Mario and Rosa, 2001
Mario and Rosa, 2001. From the series Primo Amore.
Since I started instagram years ago, I have become grateful for this space to share my work and now consider this a part of my creative process. I also consider myself fortunate that I have many engaged followers like you. But I began to notice that with just about every post here on the Instagram, I lose a follower or two. And because I am human, I do sometimes wonder did they not like a picture? Was it something I said? And then by forces beyond my imagination I get a whole batch of new followers. So in this very small place in the universe, which is my feed, people are coming and going like a bar or a train station. And among those people are you, dear reader. Tried and true.
This reminds me of a story. When my oldest daughter was 6 months old we took one of our trips to Italy. The plane was at something like 40,000 feet in the pitch dark of night, after the crew had turned off the lights and it seemed that every passenger was sleeping. My daughter began to cry. It was a very normal cry. A cry you and I have heard on just about every flight we have ever been on. A cry that would easily be soothed at home, but I was a new dad and I was surrounded by 300 slumbering strangers. I was working all of my best soothing techniques but none of them were working. Back in the galley I made eye contact with one of the flight attendants on his break. Perhaps I was bouncing her a little too frantically or maybe it was my nervous smile, because he smiled back at me and said, “It’s ok, let her cry, you’re never going to see any of these people again.”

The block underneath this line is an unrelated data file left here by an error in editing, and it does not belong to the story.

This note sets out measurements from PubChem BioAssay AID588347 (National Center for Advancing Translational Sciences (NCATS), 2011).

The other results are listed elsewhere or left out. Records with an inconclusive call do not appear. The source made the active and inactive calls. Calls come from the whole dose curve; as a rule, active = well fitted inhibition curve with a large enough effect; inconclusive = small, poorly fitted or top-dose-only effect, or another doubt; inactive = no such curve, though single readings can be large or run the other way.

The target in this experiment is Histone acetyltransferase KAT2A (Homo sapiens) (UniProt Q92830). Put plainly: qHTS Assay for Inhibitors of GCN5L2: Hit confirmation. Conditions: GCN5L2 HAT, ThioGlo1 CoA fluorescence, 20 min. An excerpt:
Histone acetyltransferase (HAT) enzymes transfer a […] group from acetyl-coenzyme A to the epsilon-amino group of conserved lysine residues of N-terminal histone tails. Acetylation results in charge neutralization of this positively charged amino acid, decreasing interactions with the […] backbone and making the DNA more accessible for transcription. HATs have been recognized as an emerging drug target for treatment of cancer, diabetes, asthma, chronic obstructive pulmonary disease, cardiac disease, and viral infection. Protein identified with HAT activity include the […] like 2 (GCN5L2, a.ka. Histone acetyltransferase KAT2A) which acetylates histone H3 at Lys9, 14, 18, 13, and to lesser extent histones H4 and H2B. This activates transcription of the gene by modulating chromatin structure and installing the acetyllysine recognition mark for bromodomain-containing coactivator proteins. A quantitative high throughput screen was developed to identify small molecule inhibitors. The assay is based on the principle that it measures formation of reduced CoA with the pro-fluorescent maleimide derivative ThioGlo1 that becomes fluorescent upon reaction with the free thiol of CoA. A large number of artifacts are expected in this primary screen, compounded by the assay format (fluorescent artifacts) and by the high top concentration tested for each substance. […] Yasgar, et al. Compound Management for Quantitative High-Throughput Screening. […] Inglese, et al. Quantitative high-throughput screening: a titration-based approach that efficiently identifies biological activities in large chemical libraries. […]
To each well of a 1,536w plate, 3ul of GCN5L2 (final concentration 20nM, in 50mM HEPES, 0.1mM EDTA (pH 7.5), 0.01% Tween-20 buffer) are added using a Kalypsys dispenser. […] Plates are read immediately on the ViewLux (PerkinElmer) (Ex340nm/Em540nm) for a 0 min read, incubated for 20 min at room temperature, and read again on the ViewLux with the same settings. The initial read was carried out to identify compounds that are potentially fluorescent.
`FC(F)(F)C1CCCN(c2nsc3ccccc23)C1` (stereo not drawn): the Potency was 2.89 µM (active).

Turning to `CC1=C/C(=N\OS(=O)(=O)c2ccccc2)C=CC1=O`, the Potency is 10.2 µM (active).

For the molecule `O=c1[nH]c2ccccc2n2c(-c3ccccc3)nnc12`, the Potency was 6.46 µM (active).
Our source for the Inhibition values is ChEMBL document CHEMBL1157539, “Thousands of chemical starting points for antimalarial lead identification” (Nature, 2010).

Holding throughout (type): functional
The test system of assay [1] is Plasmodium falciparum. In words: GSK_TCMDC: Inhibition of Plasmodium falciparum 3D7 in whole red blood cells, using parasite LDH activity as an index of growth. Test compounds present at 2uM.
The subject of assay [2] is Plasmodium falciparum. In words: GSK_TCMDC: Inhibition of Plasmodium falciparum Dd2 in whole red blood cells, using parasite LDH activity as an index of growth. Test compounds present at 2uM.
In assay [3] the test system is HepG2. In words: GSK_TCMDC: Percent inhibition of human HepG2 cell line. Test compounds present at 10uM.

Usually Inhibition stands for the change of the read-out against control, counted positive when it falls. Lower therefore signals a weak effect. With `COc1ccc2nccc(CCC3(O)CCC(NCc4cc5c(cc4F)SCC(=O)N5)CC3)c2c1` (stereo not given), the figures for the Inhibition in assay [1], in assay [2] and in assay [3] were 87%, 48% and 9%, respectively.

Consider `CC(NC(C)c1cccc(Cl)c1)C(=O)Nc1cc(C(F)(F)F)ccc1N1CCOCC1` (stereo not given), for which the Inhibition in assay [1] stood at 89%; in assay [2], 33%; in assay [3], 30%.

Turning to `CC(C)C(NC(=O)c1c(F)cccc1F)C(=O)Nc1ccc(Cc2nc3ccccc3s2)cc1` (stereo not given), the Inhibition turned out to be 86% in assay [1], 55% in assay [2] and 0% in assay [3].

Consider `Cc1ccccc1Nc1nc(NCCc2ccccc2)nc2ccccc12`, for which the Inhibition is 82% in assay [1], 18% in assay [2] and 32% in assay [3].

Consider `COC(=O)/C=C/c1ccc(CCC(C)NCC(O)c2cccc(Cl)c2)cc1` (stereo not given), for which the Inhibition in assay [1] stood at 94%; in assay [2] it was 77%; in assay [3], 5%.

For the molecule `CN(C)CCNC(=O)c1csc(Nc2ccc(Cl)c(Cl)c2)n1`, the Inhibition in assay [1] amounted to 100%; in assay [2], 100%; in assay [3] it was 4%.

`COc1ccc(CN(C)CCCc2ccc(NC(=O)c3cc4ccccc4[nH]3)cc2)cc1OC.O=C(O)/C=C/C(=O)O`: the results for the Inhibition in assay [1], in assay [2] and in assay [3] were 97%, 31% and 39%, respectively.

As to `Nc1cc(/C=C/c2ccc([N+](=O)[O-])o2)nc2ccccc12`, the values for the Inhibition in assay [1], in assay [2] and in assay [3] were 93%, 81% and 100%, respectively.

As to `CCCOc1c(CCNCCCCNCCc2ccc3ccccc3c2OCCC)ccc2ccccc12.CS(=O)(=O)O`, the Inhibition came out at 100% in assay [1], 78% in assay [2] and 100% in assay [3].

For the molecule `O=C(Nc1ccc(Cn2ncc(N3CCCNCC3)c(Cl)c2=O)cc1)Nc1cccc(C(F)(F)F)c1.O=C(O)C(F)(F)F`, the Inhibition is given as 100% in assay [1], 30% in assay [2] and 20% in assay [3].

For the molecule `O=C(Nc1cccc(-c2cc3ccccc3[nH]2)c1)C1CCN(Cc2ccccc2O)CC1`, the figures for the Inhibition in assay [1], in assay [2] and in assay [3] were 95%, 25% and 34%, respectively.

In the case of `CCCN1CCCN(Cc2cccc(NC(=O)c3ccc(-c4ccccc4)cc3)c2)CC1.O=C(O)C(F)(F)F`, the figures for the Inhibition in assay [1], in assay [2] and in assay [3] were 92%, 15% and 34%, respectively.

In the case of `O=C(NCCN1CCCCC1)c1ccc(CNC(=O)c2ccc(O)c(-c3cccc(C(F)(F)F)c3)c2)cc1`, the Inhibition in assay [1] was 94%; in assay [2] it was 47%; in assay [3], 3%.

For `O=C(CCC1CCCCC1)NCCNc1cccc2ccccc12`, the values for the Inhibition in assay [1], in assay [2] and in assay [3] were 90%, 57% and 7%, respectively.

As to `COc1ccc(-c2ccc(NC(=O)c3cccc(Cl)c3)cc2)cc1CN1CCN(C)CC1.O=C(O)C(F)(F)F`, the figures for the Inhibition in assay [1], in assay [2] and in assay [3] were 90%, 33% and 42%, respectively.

Years later, I think back to that moment and still consider it some of the best parenting advice I have ever received. The only person whose opinion I really cared about was in my arms. As I write this, I sit here with my wife in row 29 at something like 40,000 feet surrounded by 300 slumbering strangers, now with two daughters asleep on our shoulders, thankful for the wise flight attendant who taught me that life is not about the people that you never see again but the ones you do. Whatever that number, that’s your family.